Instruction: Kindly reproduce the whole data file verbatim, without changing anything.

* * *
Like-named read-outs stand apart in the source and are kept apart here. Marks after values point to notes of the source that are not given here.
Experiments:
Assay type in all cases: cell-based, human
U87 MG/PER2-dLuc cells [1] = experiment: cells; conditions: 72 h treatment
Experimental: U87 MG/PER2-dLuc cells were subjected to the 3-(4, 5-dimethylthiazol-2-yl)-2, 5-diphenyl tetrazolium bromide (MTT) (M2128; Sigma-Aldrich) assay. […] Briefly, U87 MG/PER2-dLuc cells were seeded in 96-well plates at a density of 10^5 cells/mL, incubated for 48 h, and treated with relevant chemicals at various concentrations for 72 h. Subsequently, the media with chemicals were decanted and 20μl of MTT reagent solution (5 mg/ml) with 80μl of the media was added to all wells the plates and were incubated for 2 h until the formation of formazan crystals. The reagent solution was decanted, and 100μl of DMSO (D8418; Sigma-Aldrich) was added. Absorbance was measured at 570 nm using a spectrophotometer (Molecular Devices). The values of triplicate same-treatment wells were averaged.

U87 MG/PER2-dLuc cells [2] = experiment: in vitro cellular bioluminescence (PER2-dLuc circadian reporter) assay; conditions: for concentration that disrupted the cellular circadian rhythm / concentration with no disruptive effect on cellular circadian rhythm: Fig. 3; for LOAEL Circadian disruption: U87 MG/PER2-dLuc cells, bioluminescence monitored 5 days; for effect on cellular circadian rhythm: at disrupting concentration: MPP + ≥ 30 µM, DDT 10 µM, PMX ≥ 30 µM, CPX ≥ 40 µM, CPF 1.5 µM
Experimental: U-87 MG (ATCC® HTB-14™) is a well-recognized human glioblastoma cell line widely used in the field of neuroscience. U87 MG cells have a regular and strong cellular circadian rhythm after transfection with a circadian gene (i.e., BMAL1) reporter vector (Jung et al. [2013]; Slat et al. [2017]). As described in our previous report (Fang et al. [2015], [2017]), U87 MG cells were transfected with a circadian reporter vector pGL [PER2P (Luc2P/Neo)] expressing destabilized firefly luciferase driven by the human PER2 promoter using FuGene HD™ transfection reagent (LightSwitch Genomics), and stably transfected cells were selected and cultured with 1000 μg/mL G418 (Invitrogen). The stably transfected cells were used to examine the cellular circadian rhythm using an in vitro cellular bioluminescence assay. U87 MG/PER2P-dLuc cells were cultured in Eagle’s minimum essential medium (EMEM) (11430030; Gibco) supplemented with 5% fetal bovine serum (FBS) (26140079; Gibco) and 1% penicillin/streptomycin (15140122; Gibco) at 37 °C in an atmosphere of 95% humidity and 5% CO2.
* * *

Like-named read-outs stand apart in the source and are kept apart here. Marks after values point to notes of the source that are not given here.
Experiments:
Assay type in all cases: cell-based, human
U87 MG/PER2-dLuc cells [1] = experiment: cells; conditions: 72 h treatment
Experimental: U87 MG/PER2-dLuc cells were subjected to the 3-(4, 5-dimethylthiazol-2-yl)-2, 5-diphenyl tetrazolium bromide (MTT) (M2128; Sigma-Aldrich) assay. […] Briefly, U87 MG/PER2-dLuc cells were seeded in 96-well plates at a density of 10^5 cells/mL, incubated for 48 h, and treated with relevant chemicals at various concentrations for 72 h. Subsequently, the media with chemicals were decanted and 20μl of MTT reagent solution (5 mg/ml) with 80μl of the media was added to all wells the plates and were incubated for 2 h until the formation of formazan crystals. The reagent solution was decanted, and 100μl of DMSO (D8418; Sigma-Aldrich) was added. Absorbance was measured at 570 nm using a spectrophotometer (Molecular Devices). The values of triplicate same-treatment wells were averaged.

U87 MG/PER2-dLuc cells [2] = experiment: in vitro cellular bioluminescence (PER2-dLuc circadian reporter) assay; conditions: for concentration that disrupted the cellular circadian rhythm / concentration with no disruptive effect on cellular circadian rhythm: Fig. 3; for LOAEL Circadian disruption: U87 MG/PER2-dLuc cells, bioluminescence monitored 5 days; for effect on cellular circadian rhythm: at disrupting concentration: MPP + ≥ 30 µM, DDT 10 µM, PMX ≥ 30 µM, CPX ≥ 40 µM, CPF 1.5 µM
Experimental: U-87 MG (ATCC® HTB-14™) is a well-recognized human glioblastoma cell line widely used in the field of neuroscience. U87 MG cells have a regular and strong cellular circadian rhythm after transfection with a circadian gene (i.e., BMAL1) reporter vector (Jung et al. [2013]; Slat et al. [2017]). As described in our previous report (Fang et al. [2015], [2017]), U87 MG cells were transfected with a circadian reporter vector pGL [PER2P (Luc2P/Neo)] expressing destabilized firefly luciferase driven by the human PER2 promoter using FuGene HD™ transfection reagent (LightSwitch Genomics), and stably transfected cells were selected and cultured with 1000 μg/mL G418 (Invitrogen). The stably transfected cells were used to examine the cellular circadian rhythm using an in vitro cellular bioluminescence assay. U87 MG/PER2P-dLuc cells were cultured in Eagle’s minimum essential medium (EMEM) (11430030; Gibco) supplemented with 5% fetal bovine serum (FBS) (26140079; Gibco) and 1% penicillin/streptomycin (15140122; Gibco) at 37 °C in an atmosphere of 95% humidity and 5% CO2.